2013-01-23 09.55.13

Banana peanut butter and jelly wrap with honey. Do not make pre workout meals more complicated than needed.

Ok, so there you are, at the starting line of your biggest race of the year. You are well rested and well trained; two of three key components to race preparation. The third key component that must be considered is your diet, which raises a very important question, “What exactly should I eat before my race.”


Pre-race nutrition should accommodate the energy needs of your training schedule. As race time grows near and your training plan shifts so does your nutrition and energy needs. For example, if your plan increase intensity and decreases duration your energy expenditure is high, thus making it crucial for athletes to properly fuel. It is also important to note that this is NOT the time for athletes to be losing weight, this is generally saved for earlier training periods or the off season.


Generally speaking, the nutrition guidelines for this training period are:


  • Hydration should be adequate enough that urine remains light hay or straw colored throughout the day.


  • Carbohydrate intake should fall between 5 – 13 g/kg/day.


  • Protein intake should fall between 1.4 – 2.0 g/kg/day.


  • Fat intake should fall between 0.8 – 1.0 g/kg/day


Ok, so now it is the night before the race. This is often a point of confusion for athletes. Even if you are carb loading you do not need to eat a Volkswagen sized plate of pasta and a loaf of Italian bread with a side of mashed potatoes. You certainly do not need to avoid every simple gram of fat, or do anything that wildly deviates from your well-planned sports diet plan. With some tweaking the ranges above are close to “carb loading” ranges, but unless you have tried this before I would not recommend trying it now. Your meal the night before should help to fulfill the dietary recommendations listed above with a few other considerations. For example, eat foods that you are familiar with and that you know are easy to digest, will not cause gastrointestinal upset, and keep protein and fat low to moderate. You want this meal to digest easily so that you can maintain your glycogen stores, not make you feel “heavy.” It is important that this meal be something that you have tested out before. An 8 oz hamburger with 4 slices of cheese, french fries, and a huge salad with blue cheese dressing is probably not the best option. A whole grain wrap with 3 oz of turkey, spinach, and cranberry glaze with side of rice pilaf, baked potato, and a glass of milk is getting much closer. And of course, maintain hydration throughout this time. Before moving on to your pre-race meal other recommendations to consider the day before the event include:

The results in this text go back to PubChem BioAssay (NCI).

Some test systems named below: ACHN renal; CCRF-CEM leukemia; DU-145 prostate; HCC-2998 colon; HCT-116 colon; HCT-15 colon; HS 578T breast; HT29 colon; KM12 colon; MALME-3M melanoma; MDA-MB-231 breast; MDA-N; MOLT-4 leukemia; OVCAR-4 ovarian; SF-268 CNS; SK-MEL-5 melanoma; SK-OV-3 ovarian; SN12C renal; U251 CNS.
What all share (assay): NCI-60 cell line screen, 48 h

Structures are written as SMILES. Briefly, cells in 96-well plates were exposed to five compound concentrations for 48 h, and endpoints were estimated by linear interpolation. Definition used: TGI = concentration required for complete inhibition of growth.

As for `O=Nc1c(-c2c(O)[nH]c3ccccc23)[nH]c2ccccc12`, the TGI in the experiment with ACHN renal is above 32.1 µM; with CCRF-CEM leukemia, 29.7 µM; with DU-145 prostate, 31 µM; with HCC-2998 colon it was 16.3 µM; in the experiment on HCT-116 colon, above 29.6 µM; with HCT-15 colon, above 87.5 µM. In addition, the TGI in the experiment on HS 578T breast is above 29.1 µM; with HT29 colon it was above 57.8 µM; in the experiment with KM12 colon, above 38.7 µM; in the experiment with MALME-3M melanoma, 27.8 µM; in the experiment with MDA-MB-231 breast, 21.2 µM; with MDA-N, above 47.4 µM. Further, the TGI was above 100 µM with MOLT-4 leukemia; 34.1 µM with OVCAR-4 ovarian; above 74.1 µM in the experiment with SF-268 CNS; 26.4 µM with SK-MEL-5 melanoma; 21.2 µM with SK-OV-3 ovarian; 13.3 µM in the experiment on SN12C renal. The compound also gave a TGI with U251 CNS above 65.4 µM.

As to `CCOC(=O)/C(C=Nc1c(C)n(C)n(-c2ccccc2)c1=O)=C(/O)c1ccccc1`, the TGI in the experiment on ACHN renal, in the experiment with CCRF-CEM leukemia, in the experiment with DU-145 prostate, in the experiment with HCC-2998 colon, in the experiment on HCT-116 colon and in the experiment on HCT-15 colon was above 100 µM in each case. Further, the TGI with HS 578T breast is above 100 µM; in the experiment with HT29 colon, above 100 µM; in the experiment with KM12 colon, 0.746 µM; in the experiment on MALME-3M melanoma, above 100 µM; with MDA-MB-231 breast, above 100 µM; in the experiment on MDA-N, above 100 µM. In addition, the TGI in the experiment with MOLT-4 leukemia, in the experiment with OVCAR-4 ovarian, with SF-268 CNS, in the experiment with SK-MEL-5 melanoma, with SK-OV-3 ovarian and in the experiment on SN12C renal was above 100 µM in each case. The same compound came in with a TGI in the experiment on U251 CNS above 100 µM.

• Graze” sensibly throughout the day on quality carb rich, lower in fiber foods to maintain glycogen stores.
  • Also, don’t be afraid to add a dash or two of salt to a meal.
  • Eat foods that are familiar to you, to through your system curveball now may lead to adverse consequences.


The pre-race meal is a very debated meal. Your pre-race meal should be carbohydrate based and low to moderate in fat and protein. Again we want it to be easy to digest and something you have tried before. Don’t throw your system a curveball. General pre-race meal should look a little something like this:


  • Eat 1-4 grams of carbohydrate per kilogram body weight between 1-4 hours before the race. The closer you are to race time the lesser you should eat. So for a 150 pound athlete eating 2-3 hours before the event consider something like 1 cup General Mills Rice Chex cereal with 1 cup skim milk, 2 pieces of toast with 3 tbsp jelly, and 12 oz orange juice.
  • Drink 16-20 oz of fluids or sports drink about 2 hours before your race and then drink 7-10 oz of sports drink 10-20 minutes before the race.


It is important to note that everyone has their own pre-race meal. These guidelines above can certainly help but you should consider talking to a knowledgeable dietitian and use your training to tailor your diet.


Try this recipe as part of healthy, well rounded training diet.  The use of black beans provides a quality protein while improving the fat content and providing many other vitamins and minerals.

Black Beans, Wild Rice, and Mixed Forest Mushroom Soup

Wild rice veggie soup

Version with carrots

Wild rice and mixed forest mushroom soup

Version without carrots


-2 cups of black beans.  You can used canned or rehydrate them yourself.  If you use canned make sure to drain and rinse them.  If you rehydrate them note that beans will double or even triple in size when rehydrated.

-1 large red onion, sliced

-1 cup wild rice, dry

-1 cup coined carrots and fresh green beans 

-4 cups chicken broth

-1 cup dehydrated forest mushroom blend.  You can also use 1/2 cup each oyster, shiitake, button, and portabella mushrooms, sliced.

-1-2 tbsp dried rosemary, or as much as you want

-1/2 tsp each curry powder, black pepper, smoked paprika

-1 tsp onion powder

-4 cups water



In a large pot soak the mushrooms in 4 cups water + 4 cups chicken broth for 30 minutes or til softened.  Cook the wild rice according instructions and reserve, saving any liquid remaining.  By cooking the rice separate you limit the time the other vegetables are simmering and help to retain their color and texture.  Once the mushrooms are softened, chop any that are any larger than bite sized and add back to the broth.  Once the rice is done add it with all other ingredients to the pot of soaked mushrooms.  Bring to a simmer and heat til the vegetables are only SLIGHTLY softened.  Add salt and additional ingredients to taste.  Serve hot with a piece of your favorite, hearty bread.  Enjoy!

**Note: You may have to add more water or broth if you like soup with more liquid.  Also, you thicken the broth by making a roux and adding it to the soup.  



Leave a Comment